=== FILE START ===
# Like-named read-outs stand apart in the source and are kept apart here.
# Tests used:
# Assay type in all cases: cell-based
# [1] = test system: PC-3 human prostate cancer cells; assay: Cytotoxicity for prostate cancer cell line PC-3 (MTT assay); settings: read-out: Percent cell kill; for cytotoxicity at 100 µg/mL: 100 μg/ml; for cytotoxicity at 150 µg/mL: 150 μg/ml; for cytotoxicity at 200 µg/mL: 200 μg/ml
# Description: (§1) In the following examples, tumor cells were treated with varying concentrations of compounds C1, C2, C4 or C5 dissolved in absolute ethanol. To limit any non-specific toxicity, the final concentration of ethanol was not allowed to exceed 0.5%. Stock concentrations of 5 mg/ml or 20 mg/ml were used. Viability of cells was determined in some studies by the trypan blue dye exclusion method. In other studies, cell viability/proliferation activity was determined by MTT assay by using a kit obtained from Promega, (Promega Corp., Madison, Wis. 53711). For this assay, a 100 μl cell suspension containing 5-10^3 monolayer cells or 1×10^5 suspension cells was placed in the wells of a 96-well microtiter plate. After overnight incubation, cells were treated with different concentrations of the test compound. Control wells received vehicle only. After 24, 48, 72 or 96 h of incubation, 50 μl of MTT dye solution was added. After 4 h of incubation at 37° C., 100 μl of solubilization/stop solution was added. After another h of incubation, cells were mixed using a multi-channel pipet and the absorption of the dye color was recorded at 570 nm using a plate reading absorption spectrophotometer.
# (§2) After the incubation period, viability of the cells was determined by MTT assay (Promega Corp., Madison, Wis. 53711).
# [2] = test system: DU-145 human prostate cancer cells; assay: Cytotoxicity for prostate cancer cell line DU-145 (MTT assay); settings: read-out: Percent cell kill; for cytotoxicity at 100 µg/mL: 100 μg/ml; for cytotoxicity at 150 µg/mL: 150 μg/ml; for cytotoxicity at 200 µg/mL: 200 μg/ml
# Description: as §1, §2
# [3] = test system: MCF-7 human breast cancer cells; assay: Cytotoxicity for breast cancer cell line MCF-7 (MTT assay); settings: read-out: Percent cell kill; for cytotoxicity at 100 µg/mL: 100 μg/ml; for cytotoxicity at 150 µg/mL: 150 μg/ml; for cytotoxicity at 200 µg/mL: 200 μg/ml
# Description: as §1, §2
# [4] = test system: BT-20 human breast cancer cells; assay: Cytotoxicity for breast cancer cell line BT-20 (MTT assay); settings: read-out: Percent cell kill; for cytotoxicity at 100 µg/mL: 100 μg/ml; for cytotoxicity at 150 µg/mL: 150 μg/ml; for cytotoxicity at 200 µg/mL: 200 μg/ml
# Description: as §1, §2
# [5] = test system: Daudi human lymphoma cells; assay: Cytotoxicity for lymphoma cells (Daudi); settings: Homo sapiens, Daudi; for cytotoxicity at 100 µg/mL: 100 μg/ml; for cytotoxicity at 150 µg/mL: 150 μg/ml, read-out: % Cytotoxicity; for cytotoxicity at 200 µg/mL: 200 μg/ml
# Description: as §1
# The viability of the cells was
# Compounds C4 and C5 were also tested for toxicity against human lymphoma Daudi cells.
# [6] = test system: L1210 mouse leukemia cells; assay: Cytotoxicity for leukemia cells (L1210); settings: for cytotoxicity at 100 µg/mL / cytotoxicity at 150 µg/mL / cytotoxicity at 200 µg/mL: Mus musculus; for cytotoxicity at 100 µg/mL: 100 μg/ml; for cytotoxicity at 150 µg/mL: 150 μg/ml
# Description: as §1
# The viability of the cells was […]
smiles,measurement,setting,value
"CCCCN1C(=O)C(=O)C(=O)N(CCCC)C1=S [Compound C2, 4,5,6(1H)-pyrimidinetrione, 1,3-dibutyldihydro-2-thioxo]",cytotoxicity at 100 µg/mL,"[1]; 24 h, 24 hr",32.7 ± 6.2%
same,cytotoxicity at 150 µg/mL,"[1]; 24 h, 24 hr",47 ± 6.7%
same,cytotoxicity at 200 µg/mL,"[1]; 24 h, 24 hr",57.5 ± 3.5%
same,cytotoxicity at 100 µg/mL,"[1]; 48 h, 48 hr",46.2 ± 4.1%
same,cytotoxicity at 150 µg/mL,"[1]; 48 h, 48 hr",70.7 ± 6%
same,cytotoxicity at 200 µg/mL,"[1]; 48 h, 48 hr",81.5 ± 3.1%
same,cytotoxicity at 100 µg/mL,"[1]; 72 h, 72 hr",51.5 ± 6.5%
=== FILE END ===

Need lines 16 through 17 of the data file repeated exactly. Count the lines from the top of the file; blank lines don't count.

# Compounds C4 and C5 were also tested for toxicity against human lymphoma Daudi cells.
# [6] = test system: L1210 mouse leukemia cells; assay: Cytotoxicity for leukemia cells (L1210); settings: for cytotoxicity at 100 µg/mL / cytotoxicity at 150 µg/mL / cytotoxicity at 200 µg/mL: Mus musculus; for cytotoxicity at 100 µg/mL: 100 μg/ml; for cytotoxicity at 150 µg/mL: 150 μg/ml